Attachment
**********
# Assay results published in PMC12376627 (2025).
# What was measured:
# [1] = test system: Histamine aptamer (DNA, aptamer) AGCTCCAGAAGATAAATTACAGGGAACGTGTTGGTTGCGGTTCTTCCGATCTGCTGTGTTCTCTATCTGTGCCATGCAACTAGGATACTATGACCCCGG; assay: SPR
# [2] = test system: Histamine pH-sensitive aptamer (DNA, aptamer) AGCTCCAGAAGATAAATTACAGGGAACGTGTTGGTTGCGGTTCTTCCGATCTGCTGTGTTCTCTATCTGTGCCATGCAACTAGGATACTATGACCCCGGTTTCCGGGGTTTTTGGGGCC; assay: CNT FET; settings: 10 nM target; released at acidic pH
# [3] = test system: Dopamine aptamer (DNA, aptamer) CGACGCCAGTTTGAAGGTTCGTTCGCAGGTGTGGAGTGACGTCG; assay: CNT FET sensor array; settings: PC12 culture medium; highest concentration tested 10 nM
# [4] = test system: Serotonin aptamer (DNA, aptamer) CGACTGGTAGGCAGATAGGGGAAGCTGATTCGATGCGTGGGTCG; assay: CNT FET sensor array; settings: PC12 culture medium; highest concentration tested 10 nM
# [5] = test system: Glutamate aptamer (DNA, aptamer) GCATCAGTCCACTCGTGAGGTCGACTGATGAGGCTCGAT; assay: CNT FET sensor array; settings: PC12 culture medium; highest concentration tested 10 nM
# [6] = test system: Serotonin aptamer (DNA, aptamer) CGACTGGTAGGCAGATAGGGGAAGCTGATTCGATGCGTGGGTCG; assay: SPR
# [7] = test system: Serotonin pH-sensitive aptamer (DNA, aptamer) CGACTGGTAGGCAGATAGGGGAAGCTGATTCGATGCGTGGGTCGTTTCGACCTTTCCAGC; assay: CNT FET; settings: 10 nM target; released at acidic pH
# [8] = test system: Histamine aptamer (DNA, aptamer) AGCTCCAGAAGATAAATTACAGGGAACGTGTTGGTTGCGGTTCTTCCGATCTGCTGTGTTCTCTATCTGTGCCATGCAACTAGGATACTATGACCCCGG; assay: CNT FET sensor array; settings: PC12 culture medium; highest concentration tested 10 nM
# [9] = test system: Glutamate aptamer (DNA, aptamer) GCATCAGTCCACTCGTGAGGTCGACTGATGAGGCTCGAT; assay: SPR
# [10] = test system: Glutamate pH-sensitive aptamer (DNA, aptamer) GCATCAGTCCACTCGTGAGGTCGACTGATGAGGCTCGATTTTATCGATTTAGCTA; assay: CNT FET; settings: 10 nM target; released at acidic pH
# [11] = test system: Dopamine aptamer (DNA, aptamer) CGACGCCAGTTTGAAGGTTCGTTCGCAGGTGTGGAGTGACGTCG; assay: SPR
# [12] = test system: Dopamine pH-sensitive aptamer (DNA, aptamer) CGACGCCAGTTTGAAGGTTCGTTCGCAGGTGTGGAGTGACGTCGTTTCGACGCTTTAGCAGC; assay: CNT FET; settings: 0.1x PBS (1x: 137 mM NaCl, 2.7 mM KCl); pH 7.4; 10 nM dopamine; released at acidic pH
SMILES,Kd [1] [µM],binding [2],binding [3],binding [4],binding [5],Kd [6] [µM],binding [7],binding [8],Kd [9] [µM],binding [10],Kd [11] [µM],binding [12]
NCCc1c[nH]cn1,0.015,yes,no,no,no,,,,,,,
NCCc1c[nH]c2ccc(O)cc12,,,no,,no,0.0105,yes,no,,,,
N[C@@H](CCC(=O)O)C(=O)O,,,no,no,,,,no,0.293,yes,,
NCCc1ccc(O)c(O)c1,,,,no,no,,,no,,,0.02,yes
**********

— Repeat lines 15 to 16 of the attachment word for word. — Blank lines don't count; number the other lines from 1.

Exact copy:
SMILES,Kd [1] [µM],binding [2],binding [3],binding [4],binding [5],Kd [6] [µM],binding [7],binding [8],Kd [9] [µM],binding [10],Kd [11] [µM],binding [12]
NCCc1c[nH]cn1,0.015,yes,no,no,no,,,,,,,